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Iran's Costly Nuclear Program

While the Iranian regime continues to beat the drums of rhetoric in attempts to stoke nationalist support, the cost of that rhetoric to ordinary Iranians has been steep.

An estimated $200 billion has left the country since last year's election of Mahmoud Ahmadinejad as president, accompanied by panic buying of gold. The Iranian stock exchange lost an estimated 20 percent of its value even as other bourses in the region rose.

"The most tangible effect of the threat of sanctions in the private sector is downsizing," said Farhad Sanadizadeh, a Tehran-based oil and gas consultant who has let 40 employees go in the past six months. "A lot of companies are not hiring new people and reducing their work force."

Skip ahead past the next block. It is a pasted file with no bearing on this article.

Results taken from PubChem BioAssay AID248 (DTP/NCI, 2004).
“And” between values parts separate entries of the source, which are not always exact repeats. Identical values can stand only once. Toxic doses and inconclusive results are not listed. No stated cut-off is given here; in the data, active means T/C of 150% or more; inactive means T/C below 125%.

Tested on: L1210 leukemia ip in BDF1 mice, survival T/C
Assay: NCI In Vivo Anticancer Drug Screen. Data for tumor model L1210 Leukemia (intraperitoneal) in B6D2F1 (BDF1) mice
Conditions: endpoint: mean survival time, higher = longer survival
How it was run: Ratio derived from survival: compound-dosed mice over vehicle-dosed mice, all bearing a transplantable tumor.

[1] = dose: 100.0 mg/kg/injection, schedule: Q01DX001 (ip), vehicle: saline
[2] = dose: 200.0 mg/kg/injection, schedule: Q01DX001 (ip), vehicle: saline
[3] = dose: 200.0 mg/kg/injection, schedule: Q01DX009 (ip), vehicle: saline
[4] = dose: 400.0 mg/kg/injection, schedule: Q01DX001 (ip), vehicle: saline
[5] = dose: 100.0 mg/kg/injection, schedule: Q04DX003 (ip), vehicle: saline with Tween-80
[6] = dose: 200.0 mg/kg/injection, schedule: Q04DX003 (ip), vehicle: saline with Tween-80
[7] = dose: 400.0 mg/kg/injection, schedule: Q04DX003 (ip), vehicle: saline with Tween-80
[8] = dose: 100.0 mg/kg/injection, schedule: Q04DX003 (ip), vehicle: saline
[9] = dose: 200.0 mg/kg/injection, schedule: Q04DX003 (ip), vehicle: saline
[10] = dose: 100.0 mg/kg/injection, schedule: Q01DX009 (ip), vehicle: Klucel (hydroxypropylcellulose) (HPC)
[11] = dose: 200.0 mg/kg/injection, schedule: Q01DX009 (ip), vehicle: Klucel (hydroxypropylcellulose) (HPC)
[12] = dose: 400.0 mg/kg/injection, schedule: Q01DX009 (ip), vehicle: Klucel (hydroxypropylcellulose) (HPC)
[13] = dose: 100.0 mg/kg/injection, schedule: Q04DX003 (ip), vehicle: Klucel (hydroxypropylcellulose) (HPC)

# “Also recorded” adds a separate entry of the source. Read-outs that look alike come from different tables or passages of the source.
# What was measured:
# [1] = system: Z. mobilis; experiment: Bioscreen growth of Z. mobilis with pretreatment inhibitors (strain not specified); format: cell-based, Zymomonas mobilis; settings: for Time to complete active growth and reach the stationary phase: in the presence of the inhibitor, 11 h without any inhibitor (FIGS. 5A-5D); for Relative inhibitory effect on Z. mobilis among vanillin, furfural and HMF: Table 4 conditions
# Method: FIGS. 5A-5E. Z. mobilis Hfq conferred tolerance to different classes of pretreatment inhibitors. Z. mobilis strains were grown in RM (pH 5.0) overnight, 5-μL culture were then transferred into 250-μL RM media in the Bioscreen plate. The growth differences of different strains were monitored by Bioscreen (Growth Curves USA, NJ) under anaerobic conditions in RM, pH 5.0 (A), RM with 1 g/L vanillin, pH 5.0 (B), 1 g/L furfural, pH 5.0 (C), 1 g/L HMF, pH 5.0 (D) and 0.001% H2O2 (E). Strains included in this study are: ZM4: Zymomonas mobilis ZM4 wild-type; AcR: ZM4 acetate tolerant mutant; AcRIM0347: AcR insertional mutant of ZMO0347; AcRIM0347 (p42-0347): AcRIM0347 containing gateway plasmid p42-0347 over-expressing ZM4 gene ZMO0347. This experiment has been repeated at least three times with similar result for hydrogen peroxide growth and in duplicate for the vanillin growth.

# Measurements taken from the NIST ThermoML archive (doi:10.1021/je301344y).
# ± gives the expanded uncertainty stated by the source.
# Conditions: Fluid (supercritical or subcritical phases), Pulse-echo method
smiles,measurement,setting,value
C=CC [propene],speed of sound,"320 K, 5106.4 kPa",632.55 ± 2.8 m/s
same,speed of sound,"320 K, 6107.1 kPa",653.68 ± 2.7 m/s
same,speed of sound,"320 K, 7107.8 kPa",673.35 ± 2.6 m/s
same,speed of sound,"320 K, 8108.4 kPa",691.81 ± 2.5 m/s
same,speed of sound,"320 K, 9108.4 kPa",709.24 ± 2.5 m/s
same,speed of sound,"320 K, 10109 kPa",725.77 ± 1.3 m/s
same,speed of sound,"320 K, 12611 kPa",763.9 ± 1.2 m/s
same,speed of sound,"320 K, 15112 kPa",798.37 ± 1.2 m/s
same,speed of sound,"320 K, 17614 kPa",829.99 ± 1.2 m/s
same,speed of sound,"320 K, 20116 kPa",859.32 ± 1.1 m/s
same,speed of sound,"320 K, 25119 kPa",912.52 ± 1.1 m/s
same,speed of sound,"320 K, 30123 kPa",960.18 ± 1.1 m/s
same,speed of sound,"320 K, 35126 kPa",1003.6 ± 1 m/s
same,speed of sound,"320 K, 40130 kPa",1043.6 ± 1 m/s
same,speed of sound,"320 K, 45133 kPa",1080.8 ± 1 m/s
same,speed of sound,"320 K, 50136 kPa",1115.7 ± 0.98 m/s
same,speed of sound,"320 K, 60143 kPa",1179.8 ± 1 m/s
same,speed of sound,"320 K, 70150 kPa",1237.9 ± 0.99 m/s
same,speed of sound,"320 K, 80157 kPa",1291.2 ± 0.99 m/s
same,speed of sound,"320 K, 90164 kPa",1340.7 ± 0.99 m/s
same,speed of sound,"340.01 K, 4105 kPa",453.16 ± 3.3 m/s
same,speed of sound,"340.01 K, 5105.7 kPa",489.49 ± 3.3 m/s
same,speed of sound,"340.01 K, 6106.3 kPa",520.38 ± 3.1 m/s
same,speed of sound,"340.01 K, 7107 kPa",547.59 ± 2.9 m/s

Last week, it was disclosed that most European banks are no longer facilitating money transfers from Iranian banks. Iran has already removed most of its capital from European banks, according to press reports, fearing a possible assets freeze.

The article also points to a number who shrug the economic hardships off, present and potential. They were endured during the Iraq war, after all. But one wonders just how prevalent that perspective is among Iran's people. Consider Hamid Abedi.

"Stage by stage [the sanctions process] is starting, and it's all the fault of Ahmadinejad for insisting on us having a nuclear program," said Hamid Abedi, a 45-year-old furniture repairman who supplements his income by driving around in search of fares in the evenings.

"What's the point of us having nuclear energy if we're deprived of everything else?"